This article explores one of the key themes of Hans J. Morgenthau's moral theory, the concept of the lesser evil. Morgenthau developed this concept by reference to classical political theory, especially the articulation of the lesser evil found in Aristotle and Epicurus. The article begins by differentiating Morgenthau's work from that of E. H. Carr, whom he regards as engaged in a Quixotic quest to provide Machiavellism with greater ethical purpose. The article also contrasts the ethics of the lesser evil (...) with Kantian ethics. Morgenthau places the lesser evil in the context of a modernity that has lost the capacity to think about the relationship between politics and morality and stresses the importance of coming to grips with the existential demands of love and power. Finally, the article argues that despite the ubiquity of evil, the existence of the lesser evil gives rise to the development of specifically political virtues such as prudence and moderation which raise the possibility of moral politics beyond mere expedience. (shrink)
With its lush and diverse landscapes, ancient ruins, and stunning architecture, China is a photographer’s dream. Exploring this visually rich and evocative country, Photography and China highlights Chinese photographers and subjects from the inception of photography to the present day. Drawing on works in museums, and archival and private collections across China, the United States, Europe, and Australia, Claire Roberts locates images from commercial, art, and documentary photography within the broader context of Chinese history. She focuses on the images (...) as well as the studios and individuals who created them, describing the long tradition of Chinese artistic culture into which photography was first absorbed and subsequently expanded. As she recounts the stories of practitioners—from China and overseas—who were agents in that process of change, she also examines the commercial, political, and artistic purposes for which they used photography. Featuring one hundred striking, little-known images, Photography and China will make a significant contribution to photography, Chinese art, and twentieth-century history. (shrink)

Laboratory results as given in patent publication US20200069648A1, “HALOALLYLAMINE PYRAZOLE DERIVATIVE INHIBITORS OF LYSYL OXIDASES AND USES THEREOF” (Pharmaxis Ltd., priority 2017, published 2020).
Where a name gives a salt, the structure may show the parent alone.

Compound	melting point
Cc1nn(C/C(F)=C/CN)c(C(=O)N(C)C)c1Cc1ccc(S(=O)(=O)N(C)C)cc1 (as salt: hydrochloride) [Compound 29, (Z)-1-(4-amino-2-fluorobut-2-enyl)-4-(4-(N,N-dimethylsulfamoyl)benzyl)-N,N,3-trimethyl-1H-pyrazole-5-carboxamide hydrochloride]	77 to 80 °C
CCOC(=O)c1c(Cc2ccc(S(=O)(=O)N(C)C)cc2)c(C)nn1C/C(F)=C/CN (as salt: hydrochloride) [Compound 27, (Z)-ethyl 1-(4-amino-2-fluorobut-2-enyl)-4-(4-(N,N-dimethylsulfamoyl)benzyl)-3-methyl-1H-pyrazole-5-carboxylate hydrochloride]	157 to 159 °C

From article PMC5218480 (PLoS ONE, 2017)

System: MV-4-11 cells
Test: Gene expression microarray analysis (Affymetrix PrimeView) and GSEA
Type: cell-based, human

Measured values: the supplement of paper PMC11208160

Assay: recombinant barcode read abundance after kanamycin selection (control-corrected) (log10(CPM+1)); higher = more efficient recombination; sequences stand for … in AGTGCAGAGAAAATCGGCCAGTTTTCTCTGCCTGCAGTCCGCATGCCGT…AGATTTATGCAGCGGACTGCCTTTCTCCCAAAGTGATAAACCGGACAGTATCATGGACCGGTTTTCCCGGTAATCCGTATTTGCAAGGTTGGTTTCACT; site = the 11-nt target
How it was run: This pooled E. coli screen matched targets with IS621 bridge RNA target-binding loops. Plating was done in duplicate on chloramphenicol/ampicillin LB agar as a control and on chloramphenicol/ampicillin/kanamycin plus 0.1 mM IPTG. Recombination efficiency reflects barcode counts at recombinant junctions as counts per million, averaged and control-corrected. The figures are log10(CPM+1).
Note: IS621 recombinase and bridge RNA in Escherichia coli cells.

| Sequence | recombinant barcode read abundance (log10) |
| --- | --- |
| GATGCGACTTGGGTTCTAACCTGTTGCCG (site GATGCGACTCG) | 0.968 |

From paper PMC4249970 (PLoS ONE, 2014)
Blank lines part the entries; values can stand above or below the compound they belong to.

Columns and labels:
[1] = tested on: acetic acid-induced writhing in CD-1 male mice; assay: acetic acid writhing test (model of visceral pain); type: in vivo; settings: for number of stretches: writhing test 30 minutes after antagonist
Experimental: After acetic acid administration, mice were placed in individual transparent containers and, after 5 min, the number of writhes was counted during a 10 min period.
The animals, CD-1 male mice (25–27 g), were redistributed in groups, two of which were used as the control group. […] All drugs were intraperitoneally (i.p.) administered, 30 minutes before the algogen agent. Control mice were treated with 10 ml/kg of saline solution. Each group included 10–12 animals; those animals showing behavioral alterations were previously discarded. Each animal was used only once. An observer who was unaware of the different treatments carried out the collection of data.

Standing in San Marco Cathedral in Venice, you immediately notice the exquisitely decorated spandrels: the triangular spaces bounded on either side by adjoining arches and by the dome above. You would be forgiven for seeing them as the starting point from which to understand the surrounding architecture. To do so would, however, be a mistake. It is a similar mistaken inference that evolutionary biologists have been accused of making in assuming a special adaptive purpose for such biological features as fingerprints (...) and chins. I argue that a mistake of just this sort is being made by ethicists who appeal to the intrinsic value of supererogatory acts in their efforts to make space for supererogation in ethical theory. Many cases of supererogatory action are simply spandrels: by-products of uncontroversial commitments elsewhere in our moral thought. This is not to downplay their value but rather to show that their value need not be the justification for making room for the supererogatory. I demonstrate this by examining two areas: rights and the distribution of burdens among a group. My argument has significance for those who take themselves to be defends of the possibility of supererogatory actions, as well as those who are committed to the contrary and those who believe themselves to be indifferent on the matter. (shrink)
Most areas of philosopher Edmund Husserl’s thought have been explored, but his views on logic, mathematics, and semantics have been largely ignored. These essays offer an alternative to discussions of the philosophy of contemporary mathematics. The book covers areas of disagreement between Husserl and Gottlob Frege, the father of analytical philosophy, and explores new perspectives seen in their work.
In recent decades, a new scientific approach to understand, explain, and predict many features of religion has emerged. The cognitive science of religion has amassed research on the forces that shape the tendency for humans to be religious and on what forms belief takes. It suggests that religion, like language or music, naturally emerges in humans with tractable similarities. This new approach has profound implications for how we understand religion, including why it appears so easily, and why people are willing (...) to fight-and die for it. Yet it is not without its critics, and some fear that scholars are explaining the ineffable mystery of religion away, or by showing that religion is natural proves or disproves the existence of God. An Introduction to the Cognitive Science of Religion offers students and general readers an accessible introduction to the approach, providing an overview of key findings and the debates that shape it. The volume includes a glossary of key terms, and each chapter includes suggestions for further thought and further reading as well as chapter summaries highlighting key points. This book is an indispensable resource for introductory courses on religion and a much-needed option for advanced courses. (shrink)